The Vatican is Upset — Perhaps We Should be Upset Because of the Vatican…..


Waltzing on thin ice……

Patsy McGarry writing in the Irish Times (July 28, 2011) offers some well-phrased reflections about the Vatican’s reactions to sexual abuse in Ireland and the Murphy and Cloyne reports.

Frankly the current Vatican administration, orchestrated by the Bavarian pontiff, shows very little interest in transparency. Fortunately the Vatican cannot control the media. The truth will indeed come out. The bishop of Rome wears fancy slippers but he is waltzing on thin ice…..

McGarry’s observations:

In 2008, Bishop John Magee of Cloyne and Msgr Denis O’Callaghan lied to the church’s child protection watchdog about abuse there.

This formidable desire to hide the truth on the part of senior clergy in Ireland by lies, damn lies and mental reservation was not rooted in any peculiar aversion on their part. It rested entirely on what they understood was required of them by Rome.

Yet in his March 2010 pastoral letter to Irish Catholics, Pope Benedict XVI told the bishops that “some of you and your predecessors failed, at times grievously”, when it came to child protection. Not a word about Rome’s role in any of this.

Not a word about Cardinal Castrillon Hoyos who was responsible for the 1997 letter to the Irish bishops dismissing their 1996 Framework Document as “merely a study document”. Which letter, the Cloyne report said, “gave comfort and support” to those who “dissented from the stated official Irish church policy” on child protection.

In 1999, when the Irish bishops were visiting Rome they were reminded by a Vatican official they were “bishops first, not policemen” when it came to reporting clerical child sex abuse. But apologists for Rome insist all changed in May 2001 when then prefect of the Congregation for the Doctrine of the Faith (CDF) Cardinal Joseph Ratzinger sent two letters to every Catholic bishop in the world. In Latin. One insisted that both be kept secret. The other directed that all clerical child sex abuse allegations “with a semblance of truth” be sent to the congregation and it would decide whether they be dealt with at diocesan or Vatican level.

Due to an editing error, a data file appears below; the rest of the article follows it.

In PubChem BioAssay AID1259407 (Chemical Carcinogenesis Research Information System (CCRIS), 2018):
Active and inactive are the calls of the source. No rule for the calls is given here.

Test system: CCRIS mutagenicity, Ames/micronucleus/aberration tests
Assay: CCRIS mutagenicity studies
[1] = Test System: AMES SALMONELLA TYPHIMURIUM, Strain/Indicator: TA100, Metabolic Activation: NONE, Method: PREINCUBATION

Yet, as current chancellor of Dublin’s archdiocese Msgr John Dolan told the Murphy commission, this policy “was subsequently modified as Rome was unable to deal with the vast numbers of referrals”. The Cloyne report continues: “The position now, he [Msgr Dolan] said, is that all cases brought to the attention of the archdiocese before April 2001 and which were outside prescription . . . were not going to be dealt with by the CDF. It was up to the bishop to apply disciplinary measures to the management of those priests.”

In effect, the Irish bishops were back where they were before 2001. As Murphy reported: “Victims have expressed disappointment that neither the Framework Document nor its successor, Our Children, Our Church (2005), received recognition from Rome, thus leaving both documents without legal status under canon law.”

This, Murphy found, “was in direct contrast to the approach adopted by the Holy See to the request of the American Conference of Bishops”. The truth is Rome tied the hands of those Irish bishops and religious superiors who wanted to address the abuse issue properly.

Yet, Rome did not even acknowledge correspondence from the Murphy commission in September 2006. Instead it complained the commission did not use proper channels. So, in February 2007, the Murphy commission wrote to then papal nuncio to Ireland Archbishop Giuseppe Lazzarotto requesting he forward “all documents in his possession relevant to
the commission”. He did not reply.

So, in early 2009, it wrote to current nuncio Archbishop Giuseppe Leanza, (in situ since April 2008), enclosing a draft of its report for comment. He did not reply.

The nunciature in Dublin has been the conduit for truthful clerical child abuse reports to Rome, while Archbishop Leanza was personally involved in talks which led to Bishop Magee standing aside at Cloyne in February 2009.

So, the Murphy commission asked him to “submit to it any information which you have about the matters under investigation”. He felt “unable to assist” it “in this matter”.

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